Meta reveals that her father, Chas, was murdered by Liliom with help from the police captain Shaky, who also plays hockey with Guy. Chas' hands, stained blue from hair dye, were severed during the murder and Meta keeps them with her in a jar. She rejects Guy's sexual advances, saying that she won't be his until he murders Liliom and Shaky to revenge Chas. The abortionist/hockey team's doctor, Dr. Fusi (Louis Negin) agrees to sever Guy's hands and suture Chas' hands in their place.

However, while Guy is sedated and Meta is gone, Dr. Fusi just throws the hands away and paints Guy's own hands blue. Believing himself possessed by Chas' murderous hands, Guy sets out to kill Liliom but instead ends up trying to seduce her and eventually "fists" her in the beauty salon. Veronica's ghost has meanwhile risen and takes a job at the beauty salon, as does Guy. Guy becomes infatuated with Veronica's ghost, not recognizing her as the girlfriend he abandoned to die on the operating table (he has forgotten Veronica completely by this point).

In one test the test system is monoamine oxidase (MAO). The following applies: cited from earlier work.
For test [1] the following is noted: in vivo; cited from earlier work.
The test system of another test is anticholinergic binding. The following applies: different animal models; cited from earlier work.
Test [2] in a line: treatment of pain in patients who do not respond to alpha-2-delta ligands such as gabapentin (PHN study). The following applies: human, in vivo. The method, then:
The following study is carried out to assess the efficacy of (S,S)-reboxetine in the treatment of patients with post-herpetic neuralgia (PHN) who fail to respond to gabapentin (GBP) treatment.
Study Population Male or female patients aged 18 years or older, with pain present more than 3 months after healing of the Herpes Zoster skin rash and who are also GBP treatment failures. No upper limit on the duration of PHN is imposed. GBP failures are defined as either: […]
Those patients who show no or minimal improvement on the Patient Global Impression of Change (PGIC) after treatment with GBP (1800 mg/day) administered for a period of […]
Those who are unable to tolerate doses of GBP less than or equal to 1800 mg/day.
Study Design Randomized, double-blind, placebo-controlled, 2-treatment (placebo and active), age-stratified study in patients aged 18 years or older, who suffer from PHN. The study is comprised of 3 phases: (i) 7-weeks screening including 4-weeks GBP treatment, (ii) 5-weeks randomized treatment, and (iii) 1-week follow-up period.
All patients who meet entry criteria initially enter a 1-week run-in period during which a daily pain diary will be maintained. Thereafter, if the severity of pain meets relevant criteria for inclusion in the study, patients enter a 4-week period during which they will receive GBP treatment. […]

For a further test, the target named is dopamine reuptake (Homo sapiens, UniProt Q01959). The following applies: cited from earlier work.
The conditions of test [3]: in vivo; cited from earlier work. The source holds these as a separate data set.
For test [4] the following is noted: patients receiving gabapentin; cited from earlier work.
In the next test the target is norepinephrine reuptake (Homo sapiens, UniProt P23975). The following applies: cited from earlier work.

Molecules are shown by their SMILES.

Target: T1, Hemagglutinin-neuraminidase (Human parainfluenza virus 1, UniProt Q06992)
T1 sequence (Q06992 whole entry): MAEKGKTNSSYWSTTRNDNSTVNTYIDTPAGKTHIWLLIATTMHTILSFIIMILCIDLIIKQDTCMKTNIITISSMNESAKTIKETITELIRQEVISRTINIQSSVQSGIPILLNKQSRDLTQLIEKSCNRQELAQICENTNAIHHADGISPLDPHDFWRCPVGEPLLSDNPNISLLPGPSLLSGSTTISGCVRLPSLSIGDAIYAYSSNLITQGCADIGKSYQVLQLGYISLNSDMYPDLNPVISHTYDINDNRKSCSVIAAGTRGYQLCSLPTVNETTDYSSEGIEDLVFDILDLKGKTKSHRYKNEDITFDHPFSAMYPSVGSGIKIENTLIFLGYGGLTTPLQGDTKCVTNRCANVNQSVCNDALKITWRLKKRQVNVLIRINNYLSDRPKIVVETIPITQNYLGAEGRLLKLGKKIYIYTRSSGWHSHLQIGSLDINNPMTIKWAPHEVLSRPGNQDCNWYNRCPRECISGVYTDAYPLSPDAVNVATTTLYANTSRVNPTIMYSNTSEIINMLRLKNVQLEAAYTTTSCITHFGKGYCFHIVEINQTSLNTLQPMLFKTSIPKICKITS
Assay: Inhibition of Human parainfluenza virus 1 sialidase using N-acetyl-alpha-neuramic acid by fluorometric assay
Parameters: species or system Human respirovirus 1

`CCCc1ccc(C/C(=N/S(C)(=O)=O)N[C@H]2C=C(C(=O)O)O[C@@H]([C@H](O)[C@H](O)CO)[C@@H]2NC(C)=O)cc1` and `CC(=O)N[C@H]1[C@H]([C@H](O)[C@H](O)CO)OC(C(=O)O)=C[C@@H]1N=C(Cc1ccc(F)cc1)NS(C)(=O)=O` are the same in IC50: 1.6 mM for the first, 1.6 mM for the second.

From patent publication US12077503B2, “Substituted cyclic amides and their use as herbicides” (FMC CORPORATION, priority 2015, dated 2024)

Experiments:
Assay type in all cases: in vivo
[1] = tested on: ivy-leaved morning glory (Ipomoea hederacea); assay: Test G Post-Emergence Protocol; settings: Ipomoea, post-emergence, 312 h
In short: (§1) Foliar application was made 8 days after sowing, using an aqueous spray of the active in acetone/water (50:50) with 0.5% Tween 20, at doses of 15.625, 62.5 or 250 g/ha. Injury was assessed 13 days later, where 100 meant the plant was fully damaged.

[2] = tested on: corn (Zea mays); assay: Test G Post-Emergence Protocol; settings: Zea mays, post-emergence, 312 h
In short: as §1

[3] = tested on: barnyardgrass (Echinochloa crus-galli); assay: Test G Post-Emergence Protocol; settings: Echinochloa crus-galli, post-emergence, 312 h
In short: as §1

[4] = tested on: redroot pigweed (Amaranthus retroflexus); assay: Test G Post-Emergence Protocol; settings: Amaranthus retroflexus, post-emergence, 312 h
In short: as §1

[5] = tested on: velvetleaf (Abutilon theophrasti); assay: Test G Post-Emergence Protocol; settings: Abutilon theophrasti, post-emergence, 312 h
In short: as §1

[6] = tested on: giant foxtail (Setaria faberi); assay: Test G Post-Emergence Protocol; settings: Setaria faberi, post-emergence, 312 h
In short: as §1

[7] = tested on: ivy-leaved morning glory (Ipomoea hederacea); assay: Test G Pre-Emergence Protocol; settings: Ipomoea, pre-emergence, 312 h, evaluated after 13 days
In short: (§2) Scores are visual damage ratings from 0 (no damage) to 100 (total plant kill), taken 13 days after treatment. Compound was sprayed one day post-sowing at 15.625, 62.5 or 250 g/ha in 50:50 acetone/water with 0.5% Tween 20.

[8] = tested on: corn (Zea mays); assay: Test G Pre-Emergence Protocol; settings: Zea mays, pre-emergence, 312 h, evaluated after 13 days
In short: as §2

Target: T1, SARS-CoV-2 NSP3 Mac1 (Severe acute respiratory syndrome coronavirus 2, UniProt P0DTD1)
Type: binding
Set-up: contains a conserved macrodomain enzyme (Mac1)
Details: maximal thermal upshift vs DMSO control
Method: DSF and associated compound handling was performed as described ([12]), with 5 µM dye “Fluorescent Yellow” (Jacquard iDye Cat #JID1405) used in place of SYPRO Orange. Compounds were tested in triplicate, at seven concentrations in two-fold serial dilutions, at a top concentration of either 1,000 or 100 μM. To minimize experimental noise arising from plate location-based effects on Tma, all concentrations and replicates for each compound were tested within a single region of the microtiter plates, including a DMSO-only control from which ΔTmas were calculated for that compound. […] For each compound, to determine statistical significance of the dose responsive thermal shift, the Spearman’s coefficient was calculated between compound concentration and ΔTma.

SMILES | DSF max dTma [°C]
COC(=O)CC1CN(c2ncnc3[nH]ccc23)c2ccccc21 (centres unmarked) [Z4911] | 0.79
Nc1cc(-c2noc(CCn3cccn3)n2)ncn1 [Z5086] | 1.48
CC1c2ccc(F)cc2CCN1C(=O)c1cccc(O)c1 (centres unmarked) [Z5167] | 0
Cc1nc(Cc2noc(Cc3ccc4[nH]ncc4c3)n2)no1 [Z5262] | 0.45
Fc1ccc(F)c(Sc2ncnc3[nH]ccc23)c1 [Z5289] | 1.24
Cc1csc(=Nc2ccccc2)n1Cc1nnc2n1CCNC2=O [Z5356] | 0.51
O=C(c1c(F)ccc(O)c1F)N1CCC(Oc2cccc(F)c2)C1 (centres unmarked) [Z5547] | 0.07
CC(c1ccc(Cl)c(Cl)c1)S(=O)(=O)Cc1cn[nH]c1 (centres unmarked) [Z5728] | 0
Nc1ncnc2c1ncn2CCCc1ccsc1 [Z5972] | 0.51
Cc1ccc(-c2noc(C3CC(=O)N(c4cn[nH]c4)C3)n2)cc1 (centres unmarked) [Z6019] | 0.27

Tormented, Guy discovers a wax museum that has been hidden and forgotten in the rafters of the Winnipeg hockey arena. The museum features wax sculptures of famous Winnipeg Maroons, including Chas. Meta continues to coerce Guy to carry out her revenge plans. Guy ends up murdering Shaky during a hockey game and, feeling guilty, attempts to confess his crime to the policeman Mo, but Mo refuses to arrest Guy and tries to get him to stop confessing. Guy then strangles Mo to death in the middle of the police station but none of the other officers notice.

Veronica's ghost has meanwhile begun dating Guy's father, Maddin Sr. after Guy's mother dies, unvisited. Guy is now involved with both Meta and Liliom (who he's promised Meta he will kill) while in love with the ghost of his ex-girlfriend Veronica, whose death he is somewhat responsible for and who is now involved with his own father. The pressure of the situation, in addition to the delusion that he is possessed by the murderous hands of Chas, drives Guy to finally strangle Liliom when she tries to stop Veronica's ghost from having a second abortion of unknown origin (presumably his father's child and thus his sibling, or perhaps his child needing to be aborted a second time). Meta by this time has soured on Guy and demands that Fusi returns her father's hands to her. Dr. Fusi then chloroforms Guy again and amputates his blue-painted hands.